So, in keeping with my mantra, let’s avoid complexity and answer these questions one by one.

What customer problem are you solving?

This exercise is so much easier to do when you have an accountability partner asking it. Someone who won’t let you off with an easy answer. Someone who will pound down, questioning every answer you give, forcing you to dig deep. So my suggestion is to find someone who will do that. Use the precision model to dig even deeper. How specifically do you know that it’s a problem? What specifically is the level of problem? Specifically how does it cause pain? How specifically are they solving the problem now? What specifically causes the problem? What would happen if the problem went away? What would happen if a better solution came up tomorrow? What do you think it would be?

You should be able to write an epistle about this one question.  Take fifteen minutes today and answer it. And stop whining; this is your real job as a business owner. Everything else you do is a distraction.

Writing the elevator speech

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Have you ever tried to design an elevator speech? The elevator speech not only is useful for describing your business to others, it’s also a valuable tool for catalyzing your business brand in your own mind. Here is a simple approach to writing the elevator speech. Simply copy and paste the below into your favorite word processor and replace the bold-italic parts with your answers. Then, start editing and tweaking until it become authentic for your vision.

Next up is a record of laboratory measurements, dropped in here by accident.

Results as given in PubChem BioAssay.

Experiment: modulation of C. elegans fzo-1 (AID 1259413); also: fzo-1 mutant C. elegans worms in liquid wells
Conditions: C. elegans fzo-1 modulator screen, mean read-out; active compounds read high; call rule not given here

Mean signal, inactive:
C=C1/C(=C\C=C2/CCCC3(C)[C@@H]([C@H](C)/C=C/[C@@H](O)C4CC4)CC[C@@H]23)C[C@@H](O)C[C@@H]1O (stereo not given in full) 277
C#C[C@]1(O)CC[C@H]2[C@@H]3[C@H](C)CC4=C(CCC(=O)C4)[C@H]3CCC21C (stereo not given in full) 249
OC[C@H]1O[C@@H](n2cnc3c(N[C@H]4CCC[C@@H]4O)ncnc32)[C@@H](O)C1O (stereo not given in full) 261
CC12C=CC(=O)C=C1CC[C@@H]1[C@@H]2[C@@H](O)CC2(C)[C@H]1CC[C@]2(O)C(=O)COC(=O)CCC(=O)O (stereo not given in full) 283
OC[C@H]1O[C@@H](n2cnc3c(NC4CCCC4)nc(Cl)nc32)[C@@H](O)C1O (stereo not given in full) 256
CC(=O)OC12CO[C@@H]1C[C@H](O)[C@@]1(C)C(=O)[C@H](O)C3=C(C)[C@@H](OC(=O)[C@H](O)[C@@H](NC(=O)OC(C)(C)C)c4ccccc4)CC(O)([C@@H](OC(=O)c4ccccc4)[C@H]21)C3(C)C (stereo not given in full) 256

Choose as specific an answer as you can and repeat the exercise for every sub section. You’ll be surprised at how easily the answers will come when you are thinking of “a twenty-five year old unmarried female college graduate who wants to start a home business” instead of “any entrepreneur”.

Give it a shot today and repeat every month to observe how your company is evolving over time. It may surprise you. I guarantee you’ll learn something valuable.


Hello, my name is your name with your company. We help specific customer type like you who have the problem specifically describe the problem which costs you describe costs and pain. And that really costs you underlying pain.

We help you by overview of solution. This means you will reduce primary cost and will gain primary benefit. And what that really means to you is deeper benefit. And you can know this is true because give brief explanation of why.



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Dreamers filled with joy,
their visions coming alive,
my day is complete.

The elevator speech is one of the most important things you can write; not only because of the need to convey a lot of information in a short time, but also because it forces you to think clearly about what your brand is and does.

In the same sense, try this little experiment. A haiku is a form of Japanese poetry which follows the pattern of 5-7-5. First line, five syllables; second line seven; third line five. It is a form of writing which forces you to select carefully your choice of words and which clarifies your thoughts.

My challenge to you is to try to write a haiku about your business. It may sound like a foolish effort, but often you will find your thinking expanding as you are forced to come up with a good solution in very few words. Sometimes, the enforcement of limitations can actually increase your creativity.

Step one: Open a text processor or word processor or a pad of paper

Step two: Start writing. Think about the syllables, but don’t obsess about content right now. Practice and see what comes out.

Step three: Write a couple of them and keep refining your thinking. This should be a fun exercise. Work with it.

Finally, take the best haiku and set it aside for a day. Look at it tomorrow and ask yourself

  • Does this really reflect how you brand yourself?
  • Does this really reflect how your employees, associates, and partners see your business?
  • Does it reflect how your customers think of you?
  • If not, why not?